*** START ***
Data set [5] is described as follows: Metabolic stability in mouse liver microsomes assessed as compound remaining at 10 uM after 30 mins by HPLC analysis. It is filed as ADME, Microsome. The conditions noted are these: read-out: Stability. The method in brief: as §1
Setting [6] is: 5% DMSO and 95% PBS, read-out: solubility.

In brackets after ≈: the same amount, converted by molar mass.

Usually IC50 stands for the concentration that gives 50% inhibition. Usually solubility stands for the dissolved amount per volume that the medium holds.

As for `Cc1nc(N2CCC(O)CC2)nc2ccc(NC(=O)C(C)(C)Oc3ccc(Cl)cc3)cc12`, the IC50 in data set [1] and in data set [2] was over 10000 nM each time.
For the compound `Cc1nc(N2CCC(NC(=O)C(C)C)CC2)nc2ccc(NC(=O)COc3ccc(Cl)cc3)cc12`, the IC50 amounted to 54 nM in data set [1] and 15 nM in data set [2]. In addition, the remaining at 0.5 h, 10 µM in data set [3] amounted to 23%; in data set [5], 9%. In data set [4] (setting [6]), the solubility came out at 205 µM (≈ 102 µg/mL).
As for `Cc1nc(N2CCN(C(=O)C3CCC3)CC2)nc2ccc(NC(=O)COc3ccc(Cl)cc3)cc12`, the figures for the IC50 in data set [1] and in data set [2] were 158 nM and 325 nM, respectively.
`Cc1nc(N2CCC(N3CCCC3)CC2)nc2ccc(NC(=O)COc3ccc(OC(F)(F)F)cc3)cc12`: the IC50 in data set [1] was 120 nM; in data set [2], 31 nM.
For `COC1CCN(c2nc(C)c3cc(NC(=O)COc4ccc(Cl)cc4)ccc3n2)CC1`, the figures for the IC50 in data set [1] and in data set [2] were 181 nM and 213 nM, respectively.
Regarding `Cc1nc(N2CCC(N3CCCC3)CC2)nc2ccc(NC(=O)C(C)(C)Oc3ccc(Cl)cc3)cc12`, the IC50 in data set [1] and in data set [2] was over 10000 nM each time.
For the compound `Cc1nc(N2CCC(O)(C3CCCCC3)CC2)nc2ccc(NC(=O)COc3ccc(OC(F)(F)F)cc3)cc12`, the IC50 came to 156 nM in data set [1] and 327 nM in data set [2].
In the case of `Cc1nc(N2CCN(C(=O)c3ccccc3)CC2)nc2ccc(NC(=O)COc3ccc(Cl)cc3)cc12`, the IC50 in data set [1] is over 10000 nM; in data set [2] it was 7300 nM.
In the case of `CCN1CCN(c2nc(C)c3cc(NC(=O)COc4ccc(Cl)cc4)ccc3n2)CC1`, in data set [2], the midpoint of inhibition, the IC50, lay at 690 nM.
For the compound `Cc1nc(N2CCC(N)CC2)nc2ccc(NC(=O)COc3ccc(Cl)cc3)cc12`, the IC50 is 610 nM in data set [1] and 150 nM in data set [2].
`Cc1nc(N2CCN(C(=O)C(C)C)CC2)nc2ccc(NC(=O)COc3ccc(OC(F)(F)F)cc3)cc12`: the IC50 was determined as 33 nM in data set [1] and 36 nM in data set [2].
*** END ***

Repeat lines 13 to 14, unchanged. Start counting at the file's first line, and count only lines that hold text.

In the case of `CCN1CCN(c2nc(C)c3cc(NC(=O)COc4ccc(Cl)cc4)ccc3n2)CC1`, in data set [2], the midpoint of inhibition, the IC50, lay at 690 nM.
For the compound `Cc1nc(N2CCC(N)CC2)nc2ccc(NC(=O)COc3ccc(Cl)cc3)cc12`, the IC50 is 610 nM in data set [1] and 150 nM in data set [2].